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Times of India
14 July 2010
By Pushpa Narayan
Chennai, India

In a bid to resolve a stand–off between hospitals and public sector insurance companies over the cashless insurance scheme for individual customers, a CII–initiated meeting in Mumbai on Tuesday laid out a 90–day roadmap. The plan includes grading hospitals and fixing price levels for procedures at each hospital, besides enhancing the list of hospitals under medical insurance schemes.

The suggestions are expected to address complaints regarding overbilling by hospitals in some regions and also provide doctors the leeway to determine the right form of treatment. Both parties have agreed to divide hospitals into four categories – A, B, C and D – based on parameters, including bed strength, infrastructure, human resources and results. The grading will be used to develop a standard cost for each category of hospital. “We tried to reason out that it was not fair to have the same cost for a surgery at a 20–bed hospital and a 200–bed one. They have agreed to work on it. We believe this will put the consumer at a much better position,” said Sanjay Rai, director (marketing), Maxhealthcare. A CII committee on health, which met in New Delhi under cardiothoracic surgeon Dr Naresh Trehan last week, had decided that representatives of the hos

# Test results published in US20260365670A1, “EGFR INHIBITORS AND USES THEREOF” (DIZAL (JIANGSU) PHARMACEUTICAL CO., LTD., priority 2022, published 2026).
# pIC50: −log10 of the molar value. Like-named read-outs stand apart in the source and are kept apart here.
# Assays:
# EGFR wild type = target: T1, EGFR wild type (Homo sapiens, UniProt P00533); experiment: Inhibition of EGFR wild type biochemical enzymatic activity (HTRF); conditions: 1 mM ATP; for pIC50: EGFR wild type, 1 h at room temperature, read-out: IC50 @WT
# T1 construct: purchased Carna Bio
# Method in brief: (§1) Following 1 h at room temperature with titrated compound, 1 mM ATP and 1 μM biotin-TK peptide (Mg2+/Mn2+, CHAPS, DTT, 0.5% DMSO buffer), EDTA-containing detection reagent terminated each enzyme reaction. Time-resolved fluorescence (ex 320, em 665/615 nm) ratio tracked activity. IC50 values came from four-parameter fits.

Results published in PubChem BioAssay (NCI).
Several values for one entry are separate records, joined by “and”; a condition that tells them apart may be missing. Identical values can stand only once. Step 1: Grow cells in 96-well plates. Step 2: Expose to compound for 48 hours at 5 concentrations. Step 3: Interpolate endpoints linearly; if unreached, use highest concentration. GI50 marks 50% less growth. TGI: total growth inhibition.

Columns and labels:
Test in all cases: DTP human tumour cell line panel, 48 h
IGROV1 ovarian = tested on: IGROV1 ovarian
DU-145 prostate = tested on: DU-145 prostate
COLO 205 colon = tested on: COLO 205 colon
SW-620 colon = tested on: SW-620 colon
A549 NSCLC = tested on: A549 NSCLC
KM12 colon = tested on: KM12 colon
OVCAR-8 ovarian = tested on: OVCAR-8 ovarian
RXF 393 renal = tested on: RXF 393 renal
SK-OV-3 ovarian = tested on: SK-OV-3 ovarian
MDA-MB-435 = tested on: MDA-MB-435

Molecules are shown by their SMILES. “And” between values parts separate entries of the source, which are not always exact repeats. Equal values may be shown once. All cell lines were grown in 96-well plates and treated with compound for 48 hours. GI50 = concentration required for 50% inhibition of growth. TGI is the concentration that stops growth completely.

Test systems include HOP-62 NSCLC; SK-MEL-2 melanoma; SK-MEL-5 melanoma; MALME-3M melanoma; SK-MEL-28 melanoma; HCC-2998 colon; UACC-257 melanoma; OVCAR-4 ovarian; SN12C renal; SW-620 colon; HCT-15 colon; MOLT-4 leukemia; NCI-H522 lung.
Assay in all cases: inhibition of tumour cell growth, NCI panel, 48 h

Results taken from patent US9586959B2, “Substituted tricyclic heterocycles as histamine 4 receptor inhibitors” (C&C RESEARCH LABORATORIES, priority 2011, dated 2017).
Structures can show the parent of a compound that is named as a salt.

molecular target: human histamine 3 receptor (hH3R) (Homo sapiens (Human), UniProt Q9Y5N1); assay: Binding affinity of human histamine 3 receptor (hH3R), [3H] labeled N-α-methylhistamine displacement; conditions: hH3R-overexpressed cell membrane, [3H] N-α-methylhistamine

For A Solution
Hospitals to be graded in 4 categories for mediclaim
The roadmap envisages
companies in Mumbai for a detailed discussion. Insurance cos vow to make payment for genuine cases Chennai: Representatives from nearly 10 leading hospital chains, including Apollo, Fortis and Maxhealth Care, on Tuesday met heads of insurance companies for a four–anda–half hour discussion in Mumbai on Tuesday.

The meeting was an attempt to break the stand–off between hospitals and insurance companies over the cashless scheme for individuals. “It was an extremely useful meeting,” said Vishal Bali, CEO, Fortis Hospitals. “We all know that there is no growth for healthcare without insurance. At the same time, we wanted insurance companies to avoid the mistakes that were done in the US,” he said.

Though the insurance companies said they would not immediately reverse the decision to remove some hospitals from their “preferred provider network”, they promised to make reimbursements for all genuine cases.

“But it is the first meeting that has opened the doors for reform in the health sector. They told us patients were unable to pay in cash for treatment following sudden rollback of some hospitals from the network. But we told them how patients suffer because some hospitals charge high rates and exhaust the eligible amount in one shot. The patient has no cover if he falls ill again. Secondly, he pays high premium from the next time,” said G Srinivasan, chairman and managing director, United India Insurance.

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